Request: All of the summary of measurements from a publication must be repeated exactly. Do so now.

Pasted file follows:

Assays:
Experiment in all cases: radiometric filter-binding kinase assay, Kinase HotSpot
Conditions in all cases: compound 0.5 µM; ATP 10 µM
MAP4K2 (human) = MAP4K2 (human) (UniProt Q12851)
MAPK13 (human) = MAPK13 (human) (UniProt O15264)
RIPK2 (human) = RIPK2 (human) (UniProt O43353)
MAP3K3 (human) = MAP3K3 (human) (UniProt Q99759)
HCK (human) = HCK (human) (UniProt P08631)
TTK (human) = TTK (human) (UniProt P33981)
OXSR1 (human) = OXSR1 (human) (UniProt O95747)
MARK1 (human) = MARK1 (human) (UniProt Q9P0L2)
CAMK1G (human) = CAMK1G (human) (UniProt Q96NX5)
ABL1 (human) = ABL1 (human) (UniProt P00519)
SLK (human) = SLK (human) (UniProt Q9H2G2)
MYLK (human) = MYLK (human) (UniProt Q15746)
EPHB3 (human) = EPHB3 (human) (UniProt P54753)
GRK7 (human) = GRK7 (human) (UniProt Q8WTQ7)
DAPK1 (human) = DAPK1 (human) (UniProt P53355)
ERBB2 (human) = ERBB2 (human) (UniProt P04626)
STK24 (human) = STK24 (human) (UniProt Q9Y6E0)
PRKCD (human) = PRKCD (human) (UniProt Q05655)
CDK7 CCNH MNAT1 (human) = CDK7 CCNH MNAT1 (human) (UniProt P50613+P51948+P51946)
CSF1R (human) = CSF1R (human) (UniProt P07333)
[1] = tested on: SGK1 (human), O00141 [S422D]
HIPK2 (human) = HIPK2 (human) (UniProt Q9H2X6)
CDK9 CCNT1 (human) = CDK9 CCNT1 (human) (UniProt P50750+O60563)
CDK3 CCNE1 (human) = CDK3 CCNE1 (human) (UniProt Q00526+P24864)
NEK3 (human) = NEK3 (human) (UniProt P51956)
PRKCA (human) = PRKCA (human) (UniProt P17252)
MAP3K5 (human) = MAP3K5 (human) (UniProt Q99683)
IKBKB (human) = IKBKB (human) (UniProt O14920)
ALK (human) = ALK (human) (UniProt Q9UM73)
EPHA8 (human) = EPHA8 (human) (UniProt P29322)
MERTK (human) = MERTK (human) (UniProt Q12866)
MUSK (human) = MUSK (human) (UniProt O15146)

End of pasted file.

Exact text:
Assays:
Experiment in all cases: radiometric filter-binding kinase assay, Kinase HotSpot
Conditions in all cases: compound 0.5 µM; ATP 10 µM
MAP4K2 (human) = MAP4K2 (human) (UniProt Q12851)
MAPK13 (human) = MAPK13 (human) (UniProt O15264)
RIPK2 (human) = RIPK2 (human) (UniProt O43353)
MAP3K3 (human) = MAP3K3 (human) (UniProt Q99759)
HCK (human) = HCK (human) (UniProt P08631)
TTK (human) = TTK (human) (UniProt P33981)
OXSR1 (human) = OXSR1 (human) (UniProt O95747)
MARK1 (human) = MARK1 (human) (UniProt Q9P0L2)
CAMK1G (human) = CAMK1G (human) (UniProt Q96NX5)
ABL1 (human) = ABL1 (human) (UniProt P00519)
SLK (human) = SLK (human) (UniProt Q9H2G2)
MYLK (human) = MYLK (human) (UniProt Q15746)
EPHB3 (human) = EPHB3 (human) (UniProt P54753)
GRK7 (human) = GRK7 (human) (UniProt Q8WTQ7)
DAPK1 (human) = DAPK1 (human) (UniProt P53355)
ERBB2 (human) = ERBB2 (human) (UniProt P04626)
STK24 (human) = STK24 (human) (UniProt Q9Y6E0)
PRKCD (human) = PRKCD (human) (UniProt Q05655)
CDK7 CCNH MNAT1 (human) = CDK7 CCNH MNAT1 (human) (UniProt P50613+P51948+P51946)
CSF1R (human) = CSF1R (human) (UniProt P07333)
[1] = tested on: SGK1 (human), O00141 [S422D]
HIPK2 (human) = HIPK2 (human) (UniProt Q9H2X6)
CDK9 CCNT1 (human) = CDK9 CCNT1 (human) (UniProt P50750+O60563)
CDK3 CCNE1 (human) = CDK3 CCNE1 (human) (UniProt Q00526+P24864)
NEK3 (human) = NEK3 (human) (UniProt P51956)
PRKCA (human) = PRKCA (human) (UniProt P17252)
MAP3K5 (human) = MAP3K5 (human) (UniProt Q99683)
IKBKB (human) = IKBKB (human) (UniProt O14920)
ALK (human) = ALK (human) (UniProt Q9UM73)
EPHA8 (human) = EPHA8 (human) (UniProt P29322)
MERTK (human) = MERTK (human) (UniProt Q12866)
MUSK (human) = MUSK (human) (UniProt O15146)